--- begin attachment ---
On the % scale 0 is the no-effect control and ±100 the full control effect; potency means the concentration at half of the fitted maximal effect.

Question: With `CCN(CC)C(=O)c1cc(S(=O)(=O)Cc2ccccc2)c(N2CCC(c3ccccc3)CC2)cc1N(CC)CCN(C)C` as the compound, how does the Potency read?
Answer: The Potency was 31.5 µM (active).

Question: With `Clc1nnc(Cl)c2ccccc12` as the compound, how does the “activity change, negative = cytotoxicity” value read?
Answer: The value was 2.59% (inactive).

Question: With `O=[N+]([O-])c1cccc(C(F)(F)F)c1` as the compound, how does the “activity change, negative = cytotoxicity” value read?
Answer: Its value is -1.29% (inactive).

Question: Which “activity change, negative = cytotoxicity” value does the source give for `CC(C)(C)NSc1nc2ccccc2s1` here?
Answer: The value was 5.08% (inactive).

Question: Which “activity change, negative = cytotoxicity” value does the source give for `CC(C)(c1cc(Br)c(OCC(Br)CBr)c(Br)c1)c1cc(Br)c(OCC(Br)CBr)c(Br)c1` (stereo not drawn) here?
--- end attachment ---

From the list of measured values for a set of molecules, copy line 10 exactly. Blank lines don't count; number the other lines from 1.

Question: Which “activity change, negative = cytotoxicity” value does the source give for `CC(C)(c1cc(Br)c(OCC(Br)CBr)c(Br)c1)c1cc(Br)c(OCC(Br)CBr)c(Br)c1` (stereo not drawn) here?